On the human evolutionary scale, 50 or 100 years mean very little. Some human attributes change so slowly, that on this scale we may regard them as constant. Group-cognitive differences are among them. Having taken so long to shape, they will likely exist 50 years hence in the same form we observe now. Barring widespread intergroup breeding, these differences will persist. Asians and whites will remain as a cognitive elite, with blacks and browns lagging behind by about one standard deviation. Other group properties will likewise resist change. These simple facts allow me to frame the question of polarization in more concrete terms. And, being cautious by nature, I will make no extravagant claims. My foray into futurism will be more like a "what-if" game.
Mentor. And of course you will not contradict any known facts.
Prodigy. Of course. I propose a very simple model based on group-differential ability to earn. For this purpose, the US may be modeled as a two-group nation, blacks and browns in one group, Asians and whites in the other. The groups differ in a property we might call, earning ability. It is distributed differently within each group, the black/brown distribution lagging behind that of whites and Asians.
Mentor. You mentioned time-invariant cognitive differences. Is there a relationship between earning ability and IQ?
Prodigy. We know the two are strongly correlated. In fact, IQ is the biggest single correlate of income. That, however, is not to say that earning ability and IQ distributions are identical. They are not. Athletes and dentists, for example, have high-earning potential, yet at the same time can be dumb as rocks. However, barring profound changes in Western values, earning-ability gaps should remain fairly constant.
Though the distributions of earning ability and IQ differ, the degree of correlation suggests they share some common elements. Intergroup gaps in both distributions should be similar. We know the IQ gap between blacks/browns and whites/Asians is about one standard deviation. Consequently, I assume throughout a one standard deviation earning-ability gap. Ultimately, however, the gap must be regarded as an adjustable parameter, and may be reset when evidence warrants.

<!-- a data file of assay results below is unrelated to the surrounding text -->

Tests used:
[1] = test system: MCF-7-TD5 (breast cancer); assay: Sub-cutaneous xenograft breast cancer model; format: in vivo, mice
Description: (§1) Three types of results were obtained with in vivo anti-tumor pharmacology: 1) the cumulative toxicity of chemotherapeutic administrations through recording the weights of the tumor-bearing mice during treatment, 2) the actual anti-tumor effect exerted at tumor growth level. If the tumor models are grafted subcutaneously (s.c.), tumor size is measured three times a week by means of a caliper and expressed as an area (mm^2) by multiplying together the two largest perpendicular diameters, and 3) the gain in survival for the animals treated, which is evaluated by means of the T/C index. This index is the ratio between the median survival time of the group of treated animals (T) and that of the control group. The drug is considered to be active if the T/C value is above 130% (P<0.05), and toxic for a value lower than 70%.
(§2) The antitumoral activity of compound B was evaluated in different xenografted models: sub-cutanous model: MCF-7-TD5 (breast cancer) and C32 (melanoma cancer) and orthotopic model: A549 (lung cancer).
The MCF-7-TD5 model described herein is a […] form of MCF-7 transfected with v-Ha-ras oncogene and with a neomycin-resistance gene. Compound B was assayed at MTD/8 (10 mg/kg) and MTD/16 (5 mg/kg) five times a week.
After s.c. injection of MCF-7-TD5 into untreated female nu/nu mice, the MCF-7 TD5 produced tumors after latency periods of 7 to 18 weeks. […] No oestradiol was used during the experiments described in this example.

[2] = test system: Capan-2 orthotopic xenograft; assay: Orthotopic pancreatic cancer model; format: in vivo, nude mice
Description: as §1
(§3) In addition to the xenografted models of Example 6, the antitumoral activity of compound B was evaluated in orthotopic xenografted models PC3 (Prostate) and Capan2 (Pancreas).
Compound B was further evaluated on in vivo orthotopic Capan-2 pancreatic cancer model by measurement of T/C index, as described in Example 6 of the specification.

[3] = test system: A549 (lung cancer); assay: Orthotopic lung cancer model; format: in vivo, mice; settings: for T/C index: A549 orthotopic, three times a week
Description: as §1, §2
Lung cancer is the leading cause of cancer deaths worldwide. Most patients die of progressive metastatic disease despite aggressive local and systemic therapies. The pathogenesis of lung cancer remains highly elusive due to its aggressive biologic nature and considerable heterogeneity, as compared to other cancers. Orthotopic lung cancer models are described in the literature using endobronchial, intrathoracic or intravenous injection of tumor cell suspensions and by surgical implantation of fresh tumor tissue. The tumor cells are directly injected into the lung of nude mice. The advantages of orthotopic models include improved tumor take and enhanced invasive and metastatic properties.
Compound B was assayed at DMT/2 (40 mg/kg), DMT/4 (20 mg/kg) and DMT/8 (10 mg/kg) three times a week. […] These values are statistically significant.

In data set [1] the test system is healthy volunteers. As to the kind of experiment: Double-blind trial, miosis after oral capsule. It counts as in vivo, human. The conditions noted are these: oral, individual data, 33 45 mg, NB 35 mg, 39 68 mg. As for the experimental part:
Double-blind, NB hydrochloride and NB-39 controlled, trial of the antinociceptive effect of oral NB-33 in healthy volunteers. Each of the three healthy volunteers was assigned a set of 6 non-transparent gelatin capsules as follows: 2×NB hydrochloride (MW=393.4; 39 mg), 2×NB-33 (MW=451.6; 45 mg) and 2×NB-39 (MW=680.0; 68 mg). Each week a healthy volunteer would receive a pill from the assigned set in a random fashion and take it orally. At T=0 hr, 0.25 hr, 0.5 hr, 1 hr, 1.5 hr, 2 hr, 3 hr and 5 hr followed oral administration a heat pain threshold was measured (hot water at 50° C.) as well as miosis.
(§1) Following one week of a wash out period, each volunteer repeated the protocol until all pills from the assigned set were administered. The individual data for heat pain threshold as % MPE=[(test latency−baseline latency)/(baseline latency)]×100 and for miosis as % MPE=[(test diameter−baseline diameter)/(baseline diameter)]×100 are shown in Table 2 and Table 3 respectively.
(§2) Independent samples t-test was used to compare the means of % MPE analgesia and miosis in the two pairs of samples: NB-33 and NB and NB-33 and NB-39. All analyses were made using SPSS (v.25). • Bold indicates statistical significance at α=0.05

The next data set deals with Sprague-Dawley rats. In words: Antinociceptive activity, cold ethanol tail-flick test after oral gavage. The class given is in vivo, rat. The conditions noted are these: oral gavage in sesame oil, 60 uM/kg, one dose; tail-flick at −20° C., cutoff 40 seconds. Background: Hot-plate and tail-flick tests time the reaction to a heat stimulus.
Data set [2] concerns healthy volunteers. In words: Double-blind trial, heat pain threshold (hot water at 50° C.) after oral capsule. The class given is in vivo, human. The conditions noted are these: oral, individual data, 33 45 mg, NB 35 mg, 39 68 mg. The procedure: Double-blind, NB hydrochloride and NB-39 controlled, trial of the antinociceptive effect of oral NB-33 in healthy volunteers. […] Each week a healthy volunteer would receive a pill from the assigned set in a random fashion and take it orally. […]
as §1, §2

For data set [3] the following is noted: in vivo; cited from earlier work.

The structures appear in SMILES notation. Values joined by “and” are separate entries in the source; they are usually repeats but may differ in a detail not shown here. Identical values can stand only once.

Mentor. You mentioned an intrinsic polarization function. Tell me about it.
Prodigy. Within the context of the two-group model, I look at the proportion of blacks and browns in the top-earning quintile (more generally, n-tile). I brought some posters to help me explain. Poster 1 shows a utopian equal-outcome ideal in which the black/brown fraction of the top-income quintile equals the black/brown fraction in the workforce. In Utopia, earning-ability gaps do not exist.
Poster 2 includes also the fraction of blacks and browns in the top-earning quintile that would obtain in a meritocracy, that is, when the quintile is filled in rank order of earning ability. Because of the earning ability gap, the meritocratic top-quintile fraction of blacks and browns, FB, is always less than the corresponding utopian fraction, fB. (See Poster 5 for how to calculate FB.)
I define the intrinsic polarization function, p as the difference between the utopian and meritocratic curves. That is, p = fB - FB. The intrinsic polarization function depends only on a population's racial/ethnic makeup. It arises from deep-rooted group differences and has nothing to do with government or private-sector policy. Poster 3 shows how the function varies with the population mix.
At the population extremes (no blacks/browns and all blacks/browns) the polarization function vanishes. Consequently, there must be a racial/ethnic mix where the difference reaches a maximum. This occurs when the workforce is about 60 percent black/brown. That is the most volatile mix. Further increases in black/brown percentages will see a decrease in polarization.
Mentor. Where are we presently on your curves?
Prodigy. In Poster 4, the 1999 black/brown workforce fraction (about 23 percent) is marked. The 1999 population mix
generated significant polarization, the intrinsic polarization function
reaching 53 percent of its maximum value.
Circumstances degenerate as the workforce becomes more black and brown. The Census Bureau forecast of a 38 percent black-brown workforce in 2048 is also marked on Poster 4. At that mix, the intrinsic polarization function will have increased to more than 80 percent of its maximum value, a dangerous condition. The level of resentment will be way up. As Jim Boyd suggests, that combination of polarization and political muscle could produce destabilizing unrest.